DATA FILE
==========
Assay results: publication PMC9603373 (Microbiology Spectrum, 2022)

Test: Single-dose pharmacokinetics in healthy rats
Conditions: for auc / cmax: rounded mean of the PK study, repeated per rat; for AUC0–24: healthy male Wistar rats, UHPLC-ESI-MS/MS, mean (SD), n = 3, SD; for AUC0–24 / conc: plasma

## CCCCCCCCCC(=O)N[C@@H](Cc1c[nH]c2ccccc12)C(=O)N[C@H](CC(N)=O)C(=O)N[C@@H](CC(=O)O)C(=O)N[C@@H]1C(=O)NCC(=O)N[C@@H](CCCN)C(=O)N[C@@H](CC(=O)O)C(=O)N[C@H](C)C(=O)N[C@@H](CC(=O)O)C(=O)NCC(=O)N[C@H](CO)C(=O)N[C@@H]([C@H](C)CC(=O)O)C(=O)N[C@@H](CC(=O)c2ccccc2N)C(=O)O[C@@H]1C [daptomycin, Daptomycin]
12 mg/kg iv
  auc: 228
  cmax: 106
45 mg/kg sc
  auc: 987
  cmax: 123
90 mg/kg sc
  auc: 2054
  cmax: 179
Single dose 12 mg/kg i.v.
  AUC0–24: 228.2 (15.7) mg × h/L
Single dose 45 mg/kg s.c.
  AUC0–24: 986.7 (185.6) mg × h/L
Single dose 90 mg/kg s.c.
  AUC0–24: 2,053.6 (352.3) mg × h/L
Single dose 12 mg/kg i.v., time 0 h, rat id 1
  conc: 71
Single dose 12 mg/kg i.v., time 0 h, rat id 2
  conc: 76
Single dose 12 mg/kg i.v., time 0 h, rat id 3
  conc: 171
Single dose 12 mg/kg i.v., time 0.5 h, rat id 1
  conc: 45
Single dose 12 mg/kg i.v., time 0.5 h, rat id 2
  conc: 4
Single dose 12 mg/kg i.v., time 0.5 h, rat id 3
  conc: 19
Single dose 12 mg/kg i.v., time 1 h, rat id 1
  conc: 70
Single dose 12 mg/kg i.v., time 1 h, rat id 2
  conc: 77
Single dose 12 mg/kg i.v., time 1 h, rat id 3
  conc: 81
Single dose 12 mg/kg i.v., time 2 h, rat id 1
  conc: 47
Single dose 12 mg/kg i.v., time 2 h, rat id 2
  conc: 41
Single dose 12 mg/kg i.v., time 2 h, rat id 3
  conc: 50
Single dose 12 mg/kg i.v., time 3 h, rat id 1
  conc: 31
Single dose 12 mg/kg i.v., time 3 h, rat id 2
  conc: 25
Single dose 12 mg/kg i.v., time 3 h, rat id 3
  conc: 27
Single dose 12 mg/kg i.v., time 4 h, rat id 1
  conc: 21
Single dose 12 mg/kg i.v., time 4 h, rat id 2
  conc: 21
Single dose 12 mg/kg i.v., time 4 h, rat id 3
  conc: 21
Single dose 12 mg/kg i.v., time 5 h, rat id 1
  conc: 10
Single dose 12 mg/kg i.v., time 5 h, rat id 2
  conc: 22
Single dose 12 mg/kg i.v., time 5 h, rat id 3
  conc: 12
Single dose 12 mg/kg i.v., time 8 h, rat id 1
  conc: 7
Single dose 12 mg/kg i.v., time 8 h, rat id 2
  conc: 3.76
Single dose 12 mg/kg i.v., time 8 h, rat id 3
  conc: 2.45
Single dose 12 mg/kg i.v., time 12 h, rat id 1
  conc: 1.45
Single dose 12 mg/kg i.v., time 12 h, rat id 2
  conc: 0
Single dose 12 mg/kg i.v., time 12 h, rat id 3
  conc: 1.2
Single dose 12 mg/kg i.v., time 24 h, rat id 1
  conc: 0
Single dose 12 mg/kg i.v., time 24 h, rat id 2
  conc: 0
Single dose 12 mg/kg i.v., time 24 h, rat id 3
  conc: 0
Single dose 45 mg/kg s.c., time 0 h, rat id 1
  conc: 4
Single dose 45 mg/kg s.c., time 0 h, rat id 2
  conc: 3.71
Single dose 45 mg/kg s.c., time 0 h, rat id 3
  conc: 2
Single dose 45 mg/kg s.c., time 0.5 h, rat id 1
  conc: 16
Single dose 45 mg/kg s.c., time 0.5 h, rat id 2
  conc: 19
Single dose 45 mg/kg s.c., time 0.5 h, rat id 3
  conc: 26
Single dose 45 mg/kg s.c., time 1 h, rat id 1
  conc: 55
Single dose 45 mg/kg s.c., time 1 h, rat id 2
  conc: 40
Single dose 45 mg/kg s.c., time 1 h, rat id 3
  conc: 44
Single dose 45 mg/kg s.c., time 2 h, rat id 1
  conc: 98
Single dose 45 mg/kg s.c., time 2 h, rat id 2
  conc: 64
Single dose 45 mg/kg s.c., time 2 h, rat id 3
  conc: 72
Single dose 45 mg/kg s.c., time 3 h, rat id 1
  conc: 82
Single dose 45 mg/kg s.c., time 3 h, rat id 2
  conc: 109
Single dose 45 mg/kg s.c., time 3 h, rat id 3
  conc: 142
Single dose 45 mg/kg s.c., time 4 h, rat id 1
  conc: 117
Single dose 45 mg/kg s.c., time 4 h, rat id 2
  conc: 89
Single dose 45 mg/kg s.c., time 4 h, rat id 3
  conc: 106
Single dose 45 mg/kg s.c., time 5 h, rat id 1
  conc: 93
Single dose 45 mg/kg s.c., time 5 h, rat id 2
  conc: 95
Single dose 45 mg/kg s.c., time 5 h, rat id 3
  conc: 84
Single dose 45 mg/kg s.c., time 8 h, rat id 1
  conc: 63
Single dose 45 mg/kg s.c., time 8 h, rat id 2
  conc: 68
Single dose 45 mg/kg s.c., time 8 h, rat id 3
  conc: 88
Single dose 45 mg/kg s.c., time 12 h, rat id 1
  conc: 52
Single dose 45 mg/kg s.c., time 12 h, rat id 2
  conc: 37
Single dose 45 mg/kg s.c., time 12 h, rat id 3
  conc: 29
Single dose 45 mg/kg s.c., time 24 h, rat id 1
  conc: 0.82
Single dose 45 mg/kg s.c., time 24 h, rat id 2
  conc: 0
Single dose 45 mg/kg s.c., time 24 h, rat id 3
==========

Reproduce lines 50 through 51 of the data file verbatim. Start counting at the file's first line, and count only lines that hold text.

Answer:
Single dose 12 mg/kg i.v., time 4 h, rat id 1
  conc: 21